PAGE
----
E: I think that’s valid. I think the idea of a thick thing that can go inside you and also have the dexterity of a finger is intriguing.
I: My face:
E: *Laughs at Ingrid’s face* From where I’m sitting, do I want to go out and buy a tentacle dildo? No. I think the appeal is in the description—it’s about how other bodies can provide unique avenues to pleasure.
H: I was listening to last week’s Fated Mates podcast, which is all about monster romance, and they discussed how human penises are not designed to give human vulvas pleasure because there’s no clit stimulation. With tentacles you can have your hands held and your feet held and your boobs played with and your clit stimulated at the same time.
I: Honestly, they’re telling the truth when they say “I just want to see how much I can shove up in there”
E: Just picture his tentacle swirling around…
I: These were tough scenes for me to get through. Lots of grabby-grabby. I assume there’s some parallel here for lots of different people. But there’s a lot going on. It’s hard enough to direct traffic with two pairs of hands, but with many it seems like too much. Beyond that, it makes my stomach urgh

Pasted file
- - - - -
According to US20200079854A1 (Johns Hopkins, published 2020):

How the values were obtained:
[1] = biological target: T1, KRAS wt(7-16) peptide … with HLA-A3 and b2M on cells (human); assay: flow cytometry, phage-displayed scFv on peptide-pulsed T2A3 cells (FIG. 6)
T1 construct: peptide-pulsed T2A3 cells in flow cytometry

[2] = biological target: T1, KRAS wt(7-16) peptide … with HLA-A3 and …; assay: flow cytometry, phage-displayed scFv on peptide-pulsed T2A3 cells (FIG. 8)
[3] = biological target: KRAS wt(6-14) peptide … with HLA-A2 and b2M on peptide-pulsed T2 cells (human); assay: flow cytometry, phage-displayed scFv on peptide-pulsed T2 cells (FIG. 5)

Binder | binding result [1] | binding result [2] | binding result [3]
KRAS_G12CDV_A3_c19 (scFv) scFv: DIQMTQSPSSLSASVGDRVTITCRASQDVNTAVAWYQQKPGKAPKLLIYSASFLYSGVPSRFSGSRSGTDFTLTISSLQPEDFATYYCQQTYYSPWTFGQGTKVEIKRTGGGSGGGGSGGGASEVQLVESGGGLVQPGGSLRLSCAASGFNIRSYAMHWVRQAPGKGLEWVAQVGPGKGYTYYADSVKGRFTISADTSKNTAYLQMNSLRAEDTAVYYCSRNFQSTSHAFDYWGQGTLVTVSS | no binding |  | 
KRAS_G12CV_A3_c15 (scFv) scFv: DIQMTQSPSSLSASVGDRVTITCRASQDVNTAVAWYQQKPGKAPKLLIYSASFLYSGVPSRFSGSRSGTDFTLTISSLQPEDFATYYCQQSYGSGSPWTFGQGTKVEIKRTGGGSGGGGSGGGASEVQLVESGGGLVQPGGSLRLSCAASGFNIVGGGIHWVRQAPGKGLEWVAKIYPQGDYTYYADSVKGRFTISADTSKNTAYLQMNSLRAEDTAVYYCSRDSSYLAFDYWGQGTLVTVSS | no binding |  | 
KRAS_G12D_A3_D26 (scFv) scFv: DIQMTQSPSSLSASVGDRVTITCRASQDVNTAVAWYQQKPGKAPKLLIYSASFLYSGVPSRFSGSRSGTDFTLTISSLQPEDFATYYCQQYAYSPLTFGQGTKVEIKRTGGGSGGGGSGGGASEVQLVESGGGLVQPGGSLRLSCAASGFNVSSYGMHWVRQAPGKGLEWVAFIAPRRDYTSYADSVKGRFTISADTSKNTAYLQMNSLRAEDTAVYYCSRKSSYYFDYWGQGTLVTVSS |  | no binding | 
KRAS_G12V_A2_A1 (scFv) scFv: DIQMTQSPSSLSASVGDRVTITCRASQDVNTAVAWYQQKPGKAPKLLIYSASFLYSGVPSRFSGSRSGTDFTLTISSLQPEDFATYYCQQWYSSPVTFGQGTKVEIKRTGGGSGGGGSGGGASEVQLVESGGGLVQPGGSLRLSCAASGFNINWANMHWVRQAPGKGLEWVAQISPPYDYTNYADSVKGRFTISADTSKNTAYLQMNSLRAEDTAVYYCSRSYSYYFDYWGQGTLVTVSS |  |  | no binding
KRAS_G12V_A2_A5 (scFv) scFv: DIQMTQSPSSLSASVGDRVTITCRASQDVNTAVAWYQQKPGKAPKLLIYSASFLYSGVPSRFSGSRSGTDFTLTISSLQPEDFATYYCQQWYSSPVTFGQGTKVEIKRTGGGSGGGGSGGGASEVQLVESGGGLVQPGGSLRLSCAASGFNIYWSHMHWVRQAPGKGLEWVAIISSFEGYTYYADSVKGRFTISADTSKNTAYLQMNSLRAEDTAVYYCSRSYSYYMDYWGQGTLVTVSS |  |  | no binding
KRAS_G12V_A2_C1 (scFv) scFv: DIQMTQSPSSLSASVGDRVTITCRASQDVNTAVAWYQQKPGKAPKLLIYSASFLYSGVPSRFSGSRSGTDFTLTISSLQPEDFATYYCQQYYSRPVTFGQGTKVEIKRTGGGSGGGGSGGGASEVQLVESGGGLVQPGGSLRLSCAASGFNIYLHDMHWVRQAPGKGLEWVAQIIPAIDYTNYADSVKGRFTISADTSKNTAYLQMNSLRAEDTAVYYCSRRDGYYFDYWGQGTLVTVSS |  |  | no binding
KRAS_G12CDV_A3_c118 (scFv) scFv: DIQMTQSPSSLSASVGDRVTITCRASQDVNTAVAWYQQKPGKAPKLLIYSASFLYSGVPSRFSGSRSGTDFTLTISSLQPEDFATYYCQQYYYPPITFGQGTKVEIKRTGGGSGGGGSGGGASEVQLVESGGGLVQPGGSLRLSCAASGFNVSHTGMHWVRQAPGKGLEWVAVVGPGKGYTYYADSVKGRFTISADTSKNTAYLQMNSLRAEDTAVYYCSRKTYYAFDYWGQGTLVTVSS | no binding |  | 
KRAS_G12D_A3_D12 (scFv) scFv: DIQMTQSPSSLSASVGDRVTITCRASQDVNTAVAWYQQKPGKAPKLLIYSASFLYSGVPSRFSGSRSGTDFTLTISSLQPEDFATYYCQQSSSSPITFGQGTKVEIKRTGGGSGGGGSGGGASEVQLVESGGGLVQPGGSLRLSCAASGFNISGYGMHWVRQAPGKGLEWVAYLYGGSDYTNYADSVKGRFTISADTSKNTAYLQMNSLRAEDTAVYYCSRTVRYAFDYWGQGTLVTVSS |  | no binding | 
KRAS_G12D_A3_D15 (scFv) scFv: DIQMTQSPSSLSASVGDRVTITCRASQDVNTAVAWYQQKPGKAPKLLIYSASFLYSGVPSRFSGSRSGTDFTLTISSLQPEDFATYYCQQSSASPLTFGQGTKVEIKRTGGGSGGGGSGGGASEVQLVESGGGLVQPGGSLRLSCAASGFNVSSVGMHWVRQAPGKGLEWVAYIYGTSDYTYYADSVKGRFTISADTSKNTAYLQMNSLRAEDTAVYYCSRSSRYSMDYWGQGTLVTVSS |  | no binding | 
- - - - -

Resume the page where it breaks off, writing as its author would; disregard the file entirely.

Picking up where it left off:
E: What about the suckers? They might be useful for clit stimulation but then we forget about them. Have you ever had a sucker stuck to your body? I have and it doesn’t feel that great.
I: I’m going to bed.
That’s a wrap, folks! Thanks for joining us on our epic month of reading monster romance. We have one more group post coming up to help you get into the Halloween spirit, and then we’ll be back to our regularly scheduled programming of lots of reviews where we never once say the word tentacles.